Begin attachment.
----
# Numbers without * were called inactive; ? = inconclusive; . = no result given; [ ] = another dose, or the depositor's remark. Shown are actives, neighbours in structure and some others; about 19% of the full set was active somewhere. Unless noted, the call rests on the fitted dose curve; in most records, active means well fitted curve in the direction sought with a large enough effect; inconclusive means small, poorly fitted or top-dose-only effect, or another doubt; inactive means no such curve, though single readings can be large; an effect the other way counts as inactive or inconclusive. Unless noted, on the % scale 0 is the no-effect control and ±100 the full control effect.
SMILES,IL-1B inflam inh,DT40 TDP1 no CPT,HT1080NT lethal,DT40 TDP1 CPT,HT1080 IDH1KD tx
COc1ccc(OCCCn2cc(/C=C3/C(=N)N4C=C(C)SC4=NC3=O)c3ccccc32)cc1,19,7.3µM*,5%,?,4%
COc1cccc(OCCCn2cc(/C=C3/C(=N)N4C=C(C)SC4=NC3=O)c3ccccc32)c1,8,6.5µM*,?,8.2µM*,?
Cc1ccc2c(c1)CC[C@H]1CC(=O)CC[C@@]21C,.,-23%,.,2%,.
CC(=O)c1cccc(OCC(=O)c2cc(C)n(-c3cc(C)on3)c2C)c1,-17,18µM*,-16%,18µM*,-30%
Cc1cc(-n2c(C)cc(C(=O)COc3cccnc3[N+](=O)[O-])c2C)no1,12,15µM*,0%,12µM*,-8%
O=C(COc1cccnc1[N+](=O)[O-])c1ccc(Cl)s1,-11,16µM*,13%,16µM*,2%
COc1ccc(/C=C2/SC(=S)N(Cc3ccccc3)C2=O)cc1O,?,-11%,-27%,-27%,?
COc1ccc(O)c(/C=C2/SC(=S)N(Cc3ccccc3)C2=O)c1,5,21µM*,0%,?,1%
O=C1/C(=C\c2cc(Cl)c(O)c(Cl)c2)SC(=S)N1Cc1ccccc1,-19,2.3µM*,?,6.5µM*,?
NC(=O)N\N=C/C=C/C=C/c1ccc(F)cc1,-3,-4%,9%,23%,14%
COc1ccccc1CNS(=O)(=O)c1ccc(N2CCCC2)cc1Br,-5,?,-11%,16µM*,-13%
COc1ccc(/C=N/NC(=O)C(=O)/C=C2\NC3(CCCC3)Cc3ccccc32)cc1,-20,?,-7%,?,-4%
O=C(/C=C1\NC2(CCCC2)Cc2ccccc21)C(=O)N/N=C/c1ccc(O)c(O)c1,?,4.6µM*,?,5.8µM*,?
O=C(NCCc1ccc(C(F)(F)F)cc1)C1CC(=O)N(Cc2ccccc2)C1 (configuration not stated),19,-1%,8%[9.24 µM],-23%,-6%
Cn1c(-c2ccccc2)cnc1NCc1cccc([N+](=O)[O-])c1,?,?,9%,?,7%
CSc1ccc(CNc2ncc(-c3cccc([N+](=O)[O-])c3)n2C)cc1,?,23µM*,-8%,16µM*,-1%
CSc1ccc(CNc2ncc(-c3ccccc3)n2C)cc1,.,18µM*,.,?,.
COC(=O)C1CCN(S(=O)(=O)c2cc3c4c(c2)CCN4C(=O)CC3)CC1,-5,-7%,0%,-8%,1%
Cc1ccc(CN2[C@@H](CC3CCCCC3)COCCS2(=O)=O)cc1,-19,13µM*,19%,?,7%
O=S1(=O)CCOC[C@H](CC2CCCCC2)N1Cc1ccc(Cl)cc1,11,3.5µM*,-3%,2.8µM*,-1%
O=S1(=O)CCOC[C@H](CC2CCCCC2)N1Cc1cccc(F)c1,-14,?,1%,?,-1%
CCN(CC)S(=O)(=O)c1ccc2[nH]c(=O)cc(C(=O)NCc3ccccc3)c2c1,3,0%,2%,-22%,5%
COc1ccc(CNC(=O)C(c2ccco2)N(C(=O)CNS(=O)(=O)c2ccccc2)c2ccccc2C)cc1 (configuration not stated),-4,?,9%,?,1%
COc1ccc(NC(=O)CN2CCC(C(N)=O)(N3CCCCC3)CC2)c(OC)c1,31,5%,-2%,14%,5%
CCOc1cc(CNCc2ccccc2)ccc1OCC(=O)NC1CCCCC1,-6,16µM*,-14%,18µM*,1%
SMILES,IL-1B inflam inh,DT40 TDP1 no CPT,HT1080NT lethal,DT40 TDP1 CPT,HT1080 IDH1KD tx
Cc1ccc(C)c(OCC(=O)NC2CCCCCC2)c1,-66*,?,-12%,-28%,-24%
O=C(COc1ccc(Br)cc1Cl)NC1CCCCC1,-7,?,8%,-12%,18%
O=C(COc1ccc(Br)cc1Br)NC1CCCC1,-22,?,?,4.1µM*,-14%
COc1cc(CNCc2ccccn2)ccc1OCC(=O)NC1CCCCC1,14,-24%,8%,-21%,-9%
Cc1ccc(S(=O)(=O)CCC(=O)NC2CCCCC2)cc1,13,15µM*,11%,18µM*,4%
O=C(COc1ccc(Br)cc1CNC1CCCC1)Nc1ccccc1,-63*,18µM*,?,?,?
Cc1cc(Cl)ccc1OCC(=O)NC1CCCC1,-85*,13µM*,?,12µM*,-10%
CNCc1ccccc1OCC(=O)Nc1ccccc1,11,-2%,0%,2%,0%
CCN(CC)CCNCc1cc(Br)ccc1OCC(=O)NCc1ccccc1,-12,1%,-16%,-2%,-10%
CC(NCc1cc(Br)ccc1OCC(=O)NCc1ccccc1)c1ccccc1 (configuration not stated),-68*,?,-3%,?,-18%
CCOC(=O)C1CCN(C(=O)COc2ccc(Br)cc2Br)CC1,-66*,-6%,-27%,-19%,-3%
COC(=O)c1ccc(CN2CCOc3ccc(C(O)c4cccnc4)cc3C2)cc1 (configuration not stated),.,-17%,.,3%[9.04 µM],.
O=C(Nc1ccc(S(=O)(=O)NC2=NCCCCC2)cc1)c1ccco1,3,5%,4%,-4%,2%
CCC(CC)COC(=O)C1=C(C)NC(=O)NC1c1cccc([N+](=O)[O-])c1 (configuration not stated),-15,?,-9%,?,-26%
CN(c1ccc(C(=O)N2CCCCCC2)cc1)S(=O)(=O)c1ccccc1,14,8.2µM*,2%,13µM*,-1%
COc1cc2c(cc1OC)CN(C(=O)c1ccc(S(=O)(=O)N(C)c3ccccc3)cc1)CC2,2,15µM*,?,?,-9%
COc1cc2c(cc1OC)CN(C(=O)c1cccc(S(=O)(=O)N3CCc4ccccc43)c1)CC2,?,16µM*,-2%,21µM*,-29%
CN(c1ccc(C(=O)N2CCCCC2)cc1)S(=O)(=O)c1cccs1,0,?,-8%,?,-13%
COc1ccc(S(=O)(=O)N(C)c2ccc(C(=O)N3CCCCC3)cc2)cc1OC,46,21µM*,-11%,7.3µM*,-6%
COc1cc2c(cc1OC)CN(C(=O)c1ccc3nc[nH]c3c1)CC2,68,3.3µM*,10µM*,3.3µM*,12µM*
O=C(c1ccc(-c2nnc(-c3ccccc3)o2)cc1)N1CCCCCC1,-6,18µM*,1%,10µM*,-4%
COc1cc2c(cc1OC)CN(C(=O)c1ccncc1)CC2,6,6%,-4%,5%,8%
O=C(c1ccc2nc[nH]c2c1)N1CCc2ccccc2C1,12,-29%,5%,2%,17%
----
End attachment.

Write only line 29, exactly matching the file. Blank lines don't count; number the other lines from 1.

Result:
Cc1ccc(C)c(OCC(=O)NC2CCCCCC2)c1,-66*,?,-12%,-28%,-24%